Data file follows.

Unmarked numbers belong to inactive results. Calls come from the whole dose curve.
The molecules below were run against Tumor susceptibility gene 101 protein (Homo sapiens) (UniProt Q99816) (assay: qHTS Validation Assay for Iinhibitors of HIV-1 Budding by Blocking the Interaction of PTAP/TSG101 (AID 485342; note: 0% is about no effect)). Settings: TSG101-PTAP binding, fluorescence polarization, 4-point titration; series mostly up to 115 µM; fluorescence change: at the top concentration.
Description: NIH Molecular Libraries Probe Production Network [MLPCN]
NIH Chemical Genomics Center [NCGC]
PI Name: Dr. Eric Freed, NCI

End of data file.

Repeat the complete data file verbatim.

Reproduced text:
Unmarked numbers belong to inactive results. Calls come from the whole dose curve.
The molecules below were run against Tumor susceptibility gene 101 protein (Homo sapiens) (UniProt Q99816) (assay: qHTS Validation Assay for Iinhibitors of HIV-1 Budding by Blocking the Interaction of PTAP/TSG101 (AID 485342; note: 0% is about no effect)). Settings: TSG101-PTAP binding, fluorescence polarization, 4-point titration; series mostly up to 115 µM; fluorescence change: at the top concentration.
Description: NIH Molecular Libraries Probe Production Network [MLPCN]
NIH Chemical Genomics Center [NCGC]
PI Name: Dr. Eric Freed, NCI